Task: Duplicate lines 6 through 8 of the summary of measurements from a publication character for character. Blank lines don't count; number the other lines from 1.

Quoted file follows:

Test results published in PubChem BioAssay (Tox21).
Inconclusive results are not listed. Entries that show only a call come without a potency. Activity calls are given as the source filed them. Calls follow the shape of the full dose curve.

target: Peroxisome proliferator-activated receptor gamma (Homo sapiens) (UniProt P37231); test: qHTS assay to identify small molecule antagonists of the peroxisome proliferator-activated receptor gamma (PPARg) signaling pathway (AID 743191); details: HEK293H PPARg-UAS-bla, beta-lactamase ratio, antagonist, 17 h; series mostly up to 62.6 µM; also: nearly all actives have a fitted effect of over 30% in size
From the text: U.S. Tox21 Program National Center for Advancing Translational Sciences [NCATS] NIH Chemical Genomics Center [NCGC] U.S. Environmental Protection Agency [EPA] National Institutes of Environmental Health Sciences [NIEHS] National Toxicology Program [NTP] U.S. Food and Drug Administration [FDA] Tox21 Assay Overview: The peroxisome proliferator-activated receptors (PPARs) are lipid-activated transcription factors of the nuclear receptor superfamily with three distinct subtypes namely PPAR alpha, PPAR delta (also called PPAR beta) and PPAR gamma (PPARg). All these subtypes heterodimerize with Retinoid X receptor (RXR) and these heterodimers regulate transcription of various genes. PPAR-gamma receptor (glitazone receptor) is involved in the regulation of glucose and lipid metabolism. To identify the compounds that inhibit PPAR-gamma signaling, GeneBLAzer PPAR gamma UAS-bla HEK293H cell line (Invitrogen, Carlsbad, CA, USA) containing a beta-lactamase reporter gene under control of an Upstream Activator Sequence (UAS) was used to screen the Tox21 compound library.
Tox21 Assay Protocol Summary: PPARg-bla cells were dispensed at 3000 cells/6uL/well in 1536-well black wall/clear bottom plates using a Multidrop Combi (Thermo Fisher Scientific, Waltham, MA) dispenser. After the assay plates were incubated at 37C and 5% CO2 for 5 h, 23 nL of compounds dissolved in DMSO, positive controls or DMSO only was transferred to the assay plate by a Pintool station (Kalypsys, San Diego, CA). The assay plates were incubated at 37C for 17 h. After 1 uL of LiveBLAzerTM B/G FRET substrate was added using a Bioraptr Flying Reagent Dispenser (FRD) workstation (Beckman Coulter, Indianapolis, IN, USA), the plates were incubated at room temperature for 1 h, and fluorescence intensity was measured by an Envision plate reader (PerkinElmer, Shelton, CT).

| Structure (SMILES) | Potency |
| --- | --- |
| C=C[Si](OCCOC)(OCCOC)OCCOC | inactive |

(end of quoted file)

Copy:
| Structure (SMILES) | Potency |
| --- | --- |
| C=C[Si](OCCOC)(OCCOC)OCCOC | inactive |